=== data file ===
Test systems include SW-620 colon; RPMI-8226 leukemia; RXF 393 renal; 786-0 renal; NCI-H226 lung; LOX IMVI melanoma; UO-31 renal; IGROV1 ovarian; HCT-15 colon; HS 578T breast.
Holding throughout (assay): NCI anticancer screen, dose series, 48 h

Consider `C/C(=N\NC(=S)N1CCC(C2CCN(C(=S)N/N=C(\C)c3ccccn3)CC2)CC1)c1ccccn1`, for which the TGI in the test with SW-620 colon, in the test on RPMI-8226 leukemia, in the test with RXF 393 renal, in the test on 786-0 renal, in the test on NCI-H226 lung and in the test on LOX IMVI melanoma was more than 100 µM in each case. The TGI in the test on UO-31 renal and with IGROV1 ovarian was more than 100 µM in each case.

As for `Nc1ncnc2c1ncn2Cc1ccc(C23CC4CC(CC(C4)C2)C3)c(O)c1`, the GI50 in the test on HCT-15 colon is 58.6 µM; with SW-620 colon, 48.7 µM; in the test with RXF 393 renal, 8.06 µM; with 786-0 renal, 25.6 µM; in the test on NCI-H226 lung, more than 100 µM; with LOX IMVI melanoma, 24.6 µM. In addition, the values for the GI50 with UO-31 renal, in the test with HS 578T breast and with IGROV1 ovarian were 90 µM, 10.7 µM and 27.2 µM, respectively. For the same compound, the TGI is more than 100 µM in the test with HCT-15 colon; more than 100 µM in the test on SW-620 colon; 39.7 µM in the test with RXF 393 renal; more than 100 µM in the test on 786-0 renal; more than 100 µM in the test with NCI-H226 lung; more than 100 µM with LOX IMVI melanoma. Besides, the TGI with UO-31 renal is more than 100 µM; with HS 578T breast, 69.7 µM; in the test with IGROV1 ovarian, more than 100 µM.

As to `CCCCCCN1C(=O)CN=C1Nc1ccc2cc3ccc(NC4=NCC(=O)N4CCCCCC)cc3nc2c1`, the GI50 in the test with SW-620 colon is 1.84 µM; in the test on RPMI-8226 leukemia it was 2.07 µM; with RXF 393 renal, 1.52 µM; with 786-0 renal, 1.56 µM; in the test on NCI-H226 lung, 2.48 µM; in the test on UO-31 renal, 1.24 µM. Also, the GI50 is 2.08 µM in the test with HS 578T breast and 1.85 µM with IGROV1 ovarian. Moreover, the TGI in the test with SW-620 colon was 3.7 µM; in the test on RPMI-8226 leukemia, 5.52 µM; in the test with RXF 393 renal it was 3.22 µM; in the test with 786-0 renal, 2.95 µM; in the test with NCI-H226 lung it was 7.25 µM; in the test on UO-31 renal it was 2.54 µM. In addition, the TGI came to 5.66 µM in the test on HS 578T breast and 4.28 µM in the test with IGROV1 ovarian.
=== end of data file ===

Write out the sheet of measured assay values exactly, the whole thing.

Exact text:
Test systems include SW-620 colon; RPMI-8226 leukemia; RXF 393 renal; 786-0 renal; NCI-H226 lung; LOX IMVI melanoma; UO-31 renal; IGROV1 ovarian; HCT-15 colon; HS 578T breast.
Holding throughout (assay): NCI anticancer screen, dose series, 48 h

Consider `C/C(=N\NC(=S)N1CCC(C2CCN(C(=S)N/N=C(\C)c3ccccn3)CC2)CC1)c1ccccn1`, for which the TGI in the test with SW-620 colon, in the test on RPMI-8226 leukemia, in the test with RXF 393 renal, in the test on 786-0 renal, in the test on NCI-H226 lung and in the test on LOX IMVI melanoma was more than 100 µM in each case. The TGI in the test on UO-31 renal and with IGROV1 ovarian was more than 100 µM in each case.

As for `Nc1ncnc2c1ncn2Cc1ccc(C23CC4CC(CC(C4)C2)C3)c(O)c1`, the GI50 in the test on HCT-15 colon is 58.6 µM; with SW-620 colon, 48.7 µM; in the test with RXF 393 renal, 8.06 µM; with 786-0 renal, 25.6 µM; in the test on NCI-H226 lung, more than 100 µM; with LOX IMVI melanoma, 24.6 µM. In addition, the values for the GI50 with UO-31 renal, in the test with HS 578T breast and with IGROV1 ovarian were 90 µM, 10.7 µM and 27.2 µM, respectively. For the same compound, the TGI is more than 100 µM in the test with HCT-15 colon; more than 100 µM in the test on SW-620 colon; 39.7 µM in the test with RXF 393 renal; more than 100 µM in the test on 786-0 renal; more than 100 µM in the test with NCI-H226 lung; more than 100 µM with LOX IMVI melanoma. Besides, the TGI with UO-31 renal is more than 100 µM; with HS 578T breast, 69.7 µM; in the test with IGROV1 ovarian, more than 100 µM.

As to `CCCCCCN1C(=O)CN=C1Nc1ccc2cc3ccc(NC4=NCC(=O)N4CCCCCC)cc3nc2c1`, the GI50 in the test with SW-620 colon is 1.84 µM; in the test on RPMI-8226 leukemia it was 2.07 µM; with RXF 393 renal, 1.52 µM; with 786-0 renal, 1.56 µM; in the test on NCI-H226 lung, 2.48 µM; in the test on UO-31 renal, 1.24 µM. Also, the GI50 is 2.08 µM in the test with HS 578T breast and 1.85 µM with IGROV1 ovarian. Moreover, the TGI in the test with SW-620 colon was 3.7 µM; in the test on RPMI-8226 leukemia, 5.52 µM; in the test with RXF 393 renal it was 3.22 µM; in the test with 786-0 renal, 2.95 µM; in the test with NCI-H226 lung it was 7.25 µM; in the test on UO-31 renal it was 2.54 µM. In addition, the TGI came to 5.66 µM in the test on HS 578T breast and 4.28 µM in the test with IGROV1 ovarian.